‘There’s a country where you’ll have the wit to name a field the cabbage garden; there’s another where you’ll name the living water nothing more than Cold Hill Pond; and there’s this pair of old incorrigibles, lost, not lost, in conversation. There’s a life lived there and here and always among people, mostly poor, apostles. There’s a parishful of poems: a circle of small shells / their ears to the ground. Any moment / now, the waters break. You wouldn’t want to miss it.’ – Gillian Allnutt


Review of Michael McCarthy’s The Healing Station

in London Grip http://londongrip.co.uk/2015/07/london-grip-poetry-review-mccarthy-bodo/

in The Guardian ‘Best Books of 2015 part 1, http://www.theguardian.com/books/ng-



The Bright Room and Other Poems 

Michael McCarthy

978-1-912196-15-9  |  Book  |  1st Oct 18  |  £9.95


The Bright Room brings together poems written over the last decade. This outstanding book confirms Michael McCarthy as an insightful storyteller, often drawing on his childhood in rural Ireland. Wise and grounded in the everyday the poems nevertheless celebrate the numinous moments in all our lives.


Here are stories that hold: from childhood in rural County Cork; from adult life lived largely in parish ministry; stories of travel worldwide and those spun up out of the nearly nowhere of imagination. And no shortage of humour: cheeky, fantastical, self-deprecating. I love the retelling of the story of Elijah, beautiful in its economy and simplicity and in the depth of love that finds a foothold in it; that depth revealed again in the leavetaking/arrival of the last poem, the bright room itself. – Gillian Allnutt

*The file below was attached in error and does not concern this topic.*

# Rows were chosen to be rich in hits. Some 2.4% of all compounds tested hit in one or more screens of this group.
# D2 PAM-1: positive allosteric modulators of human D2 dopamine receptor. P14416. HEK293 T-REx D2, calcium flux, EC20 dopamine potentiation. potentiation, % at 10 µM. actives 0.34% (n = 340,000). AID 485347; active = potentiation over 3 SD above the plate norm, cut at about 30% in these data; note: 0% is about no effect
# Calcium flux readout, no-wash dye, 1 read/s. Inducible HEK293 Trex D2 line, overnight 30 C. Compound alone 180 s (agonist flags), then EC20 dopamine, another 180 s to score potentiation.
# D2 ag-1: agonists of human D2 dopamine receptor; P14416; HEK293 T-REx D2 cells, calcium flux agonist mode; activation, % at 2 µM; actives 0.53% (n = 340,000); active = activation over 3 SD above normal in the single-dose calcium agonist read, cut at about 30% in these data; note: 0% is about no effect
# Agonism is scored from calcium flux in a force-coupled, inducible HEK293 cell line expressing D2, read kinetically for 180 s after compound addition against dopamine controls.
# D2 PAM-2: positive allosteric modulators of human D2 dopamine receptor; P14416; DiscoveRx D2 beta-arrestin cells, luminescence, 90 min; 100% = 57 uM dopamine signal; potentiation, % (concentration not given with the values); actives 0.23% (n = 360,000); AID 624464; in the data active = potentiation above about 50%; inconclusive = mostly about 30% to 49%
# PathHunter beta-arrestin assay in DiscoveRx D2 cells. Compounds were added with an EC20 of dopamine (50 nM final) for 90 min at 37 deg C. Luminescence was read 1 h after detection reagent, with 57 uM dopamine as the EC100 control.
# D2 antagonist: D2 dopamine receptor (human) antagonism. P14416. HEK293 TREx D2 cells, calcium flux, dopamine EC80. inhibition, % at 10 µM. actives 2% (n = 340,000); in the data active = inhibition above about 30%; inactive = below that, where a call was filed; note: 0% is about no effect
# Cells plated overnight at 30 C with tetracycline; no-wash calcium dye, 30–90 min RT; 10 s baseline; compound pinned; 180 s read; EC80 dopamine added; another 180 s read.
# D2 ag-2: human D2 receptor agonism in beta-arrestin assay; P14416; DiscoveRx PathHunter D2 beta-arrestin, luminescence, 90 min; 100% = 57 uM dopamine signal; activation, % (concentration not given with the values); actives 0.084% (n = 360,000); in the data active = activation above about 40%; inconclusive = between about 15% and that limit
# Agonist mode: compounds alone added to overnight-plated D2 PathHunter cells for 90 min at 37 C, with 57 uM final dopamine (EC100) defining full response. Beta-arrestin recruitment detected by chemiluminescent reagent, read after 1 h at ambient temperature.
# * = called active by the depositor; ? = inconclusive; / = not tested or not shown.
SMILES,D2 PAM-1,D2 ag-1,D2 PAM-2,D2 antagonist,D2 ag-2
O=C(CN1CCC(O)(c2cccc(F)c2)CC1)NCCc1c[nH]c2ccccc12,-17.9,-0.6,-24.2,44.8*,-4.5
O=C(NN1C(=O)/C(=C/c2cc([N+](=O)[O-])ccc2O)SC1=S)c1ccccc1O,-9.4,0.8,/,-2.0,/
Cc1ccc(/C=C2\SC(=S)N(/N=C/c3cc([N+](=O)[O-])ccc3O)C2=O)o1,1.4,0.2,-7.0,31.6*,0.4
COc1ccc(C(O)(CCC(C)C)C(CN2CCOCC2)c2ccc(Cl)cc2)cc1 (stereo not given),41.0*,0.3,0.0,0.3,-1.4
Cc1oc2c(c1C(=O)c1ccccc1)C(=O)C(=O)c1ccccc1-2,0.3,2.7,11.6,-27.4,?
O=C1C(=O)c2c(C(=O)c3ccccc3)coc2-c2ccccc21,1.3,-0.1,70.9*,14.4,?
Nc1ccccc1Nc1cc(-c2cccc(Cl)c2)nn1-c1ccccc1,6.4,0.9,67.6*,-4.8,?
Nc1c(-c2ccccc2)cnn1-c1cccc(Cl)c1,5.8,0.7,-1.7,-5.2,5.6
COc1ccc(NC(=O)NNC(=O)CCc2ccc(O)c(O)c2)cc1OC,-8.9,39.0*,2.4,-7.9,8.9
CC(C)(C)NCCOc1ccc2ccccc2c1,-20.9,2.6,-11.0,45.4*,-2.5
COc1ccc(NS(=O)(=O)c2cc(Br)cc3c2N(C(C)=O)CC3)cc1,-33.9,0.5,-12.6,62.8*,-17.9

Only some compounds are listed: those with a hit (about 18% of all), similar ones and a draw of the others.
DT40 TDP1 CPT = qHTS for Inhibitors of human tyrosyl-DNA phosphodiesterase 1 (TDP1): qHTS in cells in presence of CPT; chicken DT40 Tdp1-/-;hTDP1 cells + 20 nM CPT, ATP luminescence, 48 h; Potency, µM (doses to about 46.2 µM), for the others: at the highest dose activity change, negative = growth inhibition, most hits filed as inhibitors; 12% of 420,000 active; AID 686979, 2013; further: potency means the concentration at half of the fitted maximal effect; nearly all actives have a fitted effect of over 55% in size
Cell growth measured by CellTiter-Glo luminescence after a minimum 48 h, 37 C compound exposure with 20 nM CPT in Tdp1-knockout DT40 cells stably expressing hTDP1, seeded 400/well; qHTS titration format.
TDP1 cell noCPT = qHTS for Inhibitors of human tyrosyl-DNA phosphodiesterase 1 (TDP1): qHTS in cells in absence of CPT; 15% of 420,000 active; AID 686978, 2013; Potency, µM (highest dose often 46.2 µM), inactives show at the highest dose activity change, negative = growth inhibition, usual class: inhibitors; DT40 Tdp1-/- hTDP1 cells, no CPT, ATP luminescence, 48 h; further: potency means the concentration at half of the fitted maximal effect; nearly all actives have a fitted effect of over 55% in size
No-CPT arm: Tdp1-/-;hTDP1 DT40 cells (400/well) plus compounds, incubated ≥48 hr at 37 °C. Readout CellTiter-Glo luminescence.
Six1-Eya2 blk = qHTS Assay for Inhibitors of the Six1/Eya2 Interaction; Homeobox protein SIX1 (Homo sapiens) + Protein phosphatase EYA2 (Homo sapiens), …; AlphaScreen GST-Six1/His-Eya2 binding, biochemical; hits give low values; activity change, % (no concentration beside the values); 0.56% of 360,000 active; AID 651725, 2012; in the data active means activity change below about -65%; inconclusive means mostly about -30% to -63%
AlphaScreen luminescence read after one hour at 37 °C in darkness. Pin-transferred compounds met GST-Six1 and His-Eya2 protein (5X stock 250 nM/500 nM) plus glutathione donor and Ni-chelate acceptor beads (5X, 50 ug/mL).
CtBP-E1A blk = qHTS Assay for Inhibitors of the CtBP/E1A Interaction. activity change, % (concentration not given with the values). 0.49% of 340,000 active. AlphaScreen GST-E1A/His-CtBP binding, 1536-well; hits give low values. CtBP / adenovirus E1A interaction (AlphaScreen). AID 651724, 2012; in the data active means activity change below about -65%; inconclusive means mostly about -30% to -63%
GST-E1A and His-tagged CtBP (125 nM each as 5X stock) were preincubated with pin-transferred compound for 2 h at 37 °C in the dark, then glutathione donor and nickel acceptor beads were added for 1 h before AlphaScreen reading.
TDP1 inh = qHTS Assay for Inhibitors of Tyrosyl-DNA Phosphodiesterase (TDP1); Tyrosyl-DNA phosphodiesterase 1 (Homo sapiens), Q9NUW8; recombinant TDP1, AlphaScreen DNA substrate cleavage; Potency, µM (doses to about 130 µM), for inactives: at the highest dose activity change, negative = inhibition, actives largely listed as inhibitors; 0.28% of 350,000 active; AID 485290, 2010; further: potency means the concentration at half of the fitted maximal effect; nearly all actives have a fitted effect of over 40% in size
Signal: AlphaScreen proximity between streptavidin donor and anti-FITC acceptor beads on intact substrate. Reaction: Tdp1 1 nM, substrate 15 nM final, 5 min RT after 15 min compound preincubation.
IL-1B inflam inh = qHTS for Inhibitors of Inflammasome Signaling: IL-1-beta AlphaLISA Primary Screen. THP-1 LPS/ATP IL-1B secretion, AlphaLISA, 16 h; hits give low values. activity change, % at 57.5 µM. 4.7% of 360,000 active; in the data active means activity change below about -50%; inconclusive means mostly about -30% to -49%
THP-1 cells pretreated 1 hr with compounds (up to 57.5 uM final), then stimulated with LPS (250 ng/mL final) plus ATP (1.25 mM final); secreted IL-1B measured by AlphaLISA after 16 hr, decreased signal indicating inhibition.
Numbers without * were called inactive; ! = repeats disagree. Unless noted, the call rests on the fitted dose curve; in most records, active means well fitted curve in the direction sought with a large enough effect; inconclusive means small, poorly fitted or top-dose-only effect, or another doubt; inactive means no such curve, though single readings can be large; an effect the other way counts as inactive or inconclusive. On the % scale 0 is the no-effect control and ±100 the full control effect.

The Bright Room

from The Bright Room & Other Poems (smith|doorstop, 2018)


As I enter the bright room I see in the vase

The orb of my face formed into a fish

Gliding among the stems of tulips.


Finely shaped from the small shell of myself

I become a frail hand of feathers, I become

A red candle in the yellow sky.


My eyes are led along the length of the lintel

To the floating ark of Archimedes

To the delicate ship of heaven.


Deirdre of the Sorrows returns my look.    

Being gazed-upon I am sucked

Into the blue of her eyes.


I take off my shoes, feel the floor

Float out from the thin harbour

Of my unremembered self.                                                             


Under the pale rainbow

I am carried without resistance

Down the drag of disappearing night.


I have said this before, but don’t remember.

I have walked along the parallel lines of light.

I have arrived at daybreak and am no longer blind



7 July 2007 

In the dream my nephew, who is called after me 
meets me at the races. He tells me I’m on yesterday’s video. 
I remember yesterday, and where I was among the crowd. 
I was in the grass paddock beside the hayshed, 

standing on a rock above the furze machine. 
It was around 1957. ‘There you are’ he says, 
pointing up at the big screen.  

I see myself coming towards me. 
I’m wearing that checked grey overcoat. 
I walk out of the screen past myself and notice 
the overcoat is baggy. I’m bulkier than I thought. 
As I walk up the terrace steps I observe myself 
from the back. My hair is standing up. Thicker 
than I remember. It’s turning from grey to black.  

When I look again at the screen the video is finished. 
I want to see the playback. The remote is out of reach. 
I’m looking for a window-opener, or that long handled 
candle-snuffer, when a woman asks me if she can help. 
She gets the tape, a reel to reel, puts it into the machine. 
I ask if it can be fast forwarded. She says not. 
I’ll have to watch it from the start.

— From At the Races

Titles by this author

  At the Races
At the Races